Epigenomics, cfDNA, chromatin dynamics, diagnostics
Lung Cancer treatment response, ER+ breast cancer characterization
University of Colorado Anschutz Medical Campus, RC1 South
Develop methods that utilize plasma cfDNA for genomic characterization of tumor biology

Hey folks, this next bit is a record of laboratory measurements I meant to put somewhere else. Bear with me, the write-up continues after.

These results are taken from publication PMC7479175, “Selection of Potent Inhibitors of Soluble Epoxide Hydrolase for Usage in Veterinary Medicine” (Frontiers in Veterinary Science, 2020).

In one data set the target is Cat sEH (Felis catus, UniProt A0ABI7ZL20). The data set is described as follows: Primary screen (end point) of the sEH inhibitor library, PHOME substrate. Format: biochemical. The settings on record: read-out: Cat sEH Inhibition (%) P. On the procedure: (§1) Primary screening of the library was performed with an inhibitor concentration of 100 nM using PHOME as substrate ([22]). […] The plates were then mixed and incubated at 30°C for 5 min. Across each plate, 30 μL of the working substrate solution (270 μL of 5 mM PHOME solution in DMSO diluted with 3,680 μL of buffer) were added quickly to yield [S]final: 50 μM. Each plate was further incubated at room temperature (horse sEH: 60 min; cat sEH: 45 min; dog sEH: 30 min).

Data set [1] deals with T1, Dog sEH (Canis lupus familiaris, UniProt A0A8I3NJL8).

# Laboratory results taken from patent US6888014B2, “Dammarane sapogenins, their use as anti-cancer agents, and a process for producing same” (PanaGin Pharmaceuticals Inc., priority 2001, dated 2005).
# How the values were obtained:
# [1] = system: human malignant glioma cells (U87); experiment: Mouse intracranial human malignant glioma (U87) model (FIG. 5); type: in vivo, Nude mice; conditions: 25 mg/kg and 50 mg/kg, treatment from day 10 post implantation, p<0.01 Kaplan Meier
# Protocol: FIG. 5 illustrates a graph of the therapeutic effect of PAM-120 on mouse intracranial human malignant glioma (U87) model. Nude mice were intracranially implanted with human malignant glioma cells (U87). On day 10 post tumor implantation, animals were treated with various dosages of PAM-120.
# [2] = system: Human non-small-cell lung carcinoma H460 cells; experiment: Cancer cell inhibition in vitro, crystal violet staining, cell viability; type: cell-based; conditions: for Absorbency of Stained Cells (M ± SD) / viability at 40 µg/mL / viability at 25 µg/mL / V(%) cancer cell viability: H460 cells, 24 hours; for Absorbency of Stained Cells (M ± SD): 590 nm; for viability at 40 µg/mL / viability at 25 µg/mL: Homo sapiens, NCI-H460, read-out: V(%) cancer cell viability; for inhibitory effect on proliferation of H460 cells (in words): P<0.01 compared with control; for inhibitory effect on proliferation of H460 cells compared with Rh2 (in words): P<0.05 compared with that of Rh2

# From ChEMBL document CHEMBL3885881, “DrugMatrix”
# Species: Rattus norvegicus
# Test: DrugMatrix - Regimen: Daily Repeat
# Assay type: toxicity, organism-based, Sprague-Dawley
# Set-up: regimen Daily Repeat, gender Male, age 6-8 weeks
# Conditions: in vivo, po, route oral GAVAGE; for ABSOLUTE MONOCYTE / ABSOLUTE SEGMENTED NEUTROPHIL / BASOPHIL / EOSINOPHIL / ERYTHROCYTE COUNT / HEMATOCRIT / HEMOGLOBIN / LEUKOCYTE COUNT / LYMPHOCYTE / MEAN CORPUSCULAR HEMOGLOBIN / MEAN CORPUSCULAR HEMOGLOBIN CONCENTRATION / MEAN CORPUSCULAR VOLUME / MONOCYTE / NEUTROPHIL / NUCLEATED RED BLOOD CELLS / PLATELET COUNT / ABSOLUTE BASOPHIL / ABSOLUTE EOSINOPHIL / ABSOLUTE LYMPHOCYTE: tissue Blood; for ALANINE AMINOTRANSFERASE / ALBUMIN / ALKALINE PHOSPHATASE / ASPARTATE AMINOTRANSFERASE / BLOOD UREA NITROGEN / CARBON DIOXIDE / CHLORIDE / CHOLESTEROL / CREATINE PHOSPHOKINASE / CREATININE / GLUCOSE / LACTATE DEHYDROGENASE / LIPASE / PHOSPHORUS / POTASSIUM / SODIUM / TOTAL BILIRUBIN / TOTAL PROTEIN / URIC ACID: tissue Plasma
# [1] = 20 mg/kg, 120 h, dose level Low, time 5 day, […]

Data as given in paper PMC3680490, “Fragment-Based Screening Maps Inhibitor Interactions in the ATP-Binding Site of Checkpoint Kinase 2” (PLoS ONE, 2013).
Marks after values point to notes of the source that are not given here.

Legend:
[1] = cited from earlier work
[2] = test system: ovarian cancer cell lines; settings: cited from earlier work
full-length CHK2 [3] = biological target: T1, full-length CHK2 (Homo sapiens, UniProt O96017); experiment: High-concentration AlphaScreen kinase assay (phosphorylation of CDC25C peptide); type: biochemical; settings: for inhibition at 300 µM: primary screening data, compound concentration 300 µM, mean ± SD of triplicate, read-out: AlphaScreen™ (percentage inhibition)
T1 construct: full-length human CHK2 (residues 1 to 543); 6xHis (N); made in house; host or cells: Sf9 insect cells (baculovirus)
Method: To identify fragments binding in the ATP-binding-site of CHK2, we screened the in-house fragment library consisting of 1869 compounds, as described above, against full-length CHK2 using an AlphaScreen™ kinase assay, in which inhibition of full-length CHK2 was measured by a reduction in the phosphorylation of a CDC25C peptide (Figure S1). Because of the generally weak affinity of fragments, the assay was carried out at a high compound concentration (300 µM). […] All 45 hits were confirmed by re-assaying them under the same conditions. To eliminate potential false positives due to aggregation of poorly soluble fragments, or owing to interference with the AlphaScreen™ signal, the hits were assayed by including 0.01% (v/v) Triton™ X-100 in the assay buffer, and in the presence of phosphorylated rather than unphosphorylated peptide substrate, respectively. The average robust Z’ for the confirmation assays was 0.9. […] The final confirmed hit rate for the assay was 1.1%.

Distinct and dynamic genomic packaging underly growth, development, differentiation, and disease states including tumor initiation. Our long-term goal is to understand how distinctive genomic packaging that reflects cellular identity is established and maintained. We want to uncover mechanisms that sculpt genomic accessibility by developing novel computational and experimental genomic methods that map chromatin structure at high temporal and spatial resolution. This line of research combines quantitative and structural biology with genomics and chromatin biochemistry. We have generated structural insights from epigenomic datasets, an effort we term “structural epigenomics”. Using this approach, we have identified nucleosomal intermediates formed during transcription and chromatin remodeling in vivo and have also identified the tissue of origin of human cell-free DNA. Mapping the chromatin structure of cell-free DNA (cfDNA) enables us to surveil disease states in a minimally invasive manner. Using chromatin structural information in cfDNA to build the comprehensive regulatory landscape of tissues giving rise to cfDNA can lead to cancer diagnostics that are more sensitive than current methods.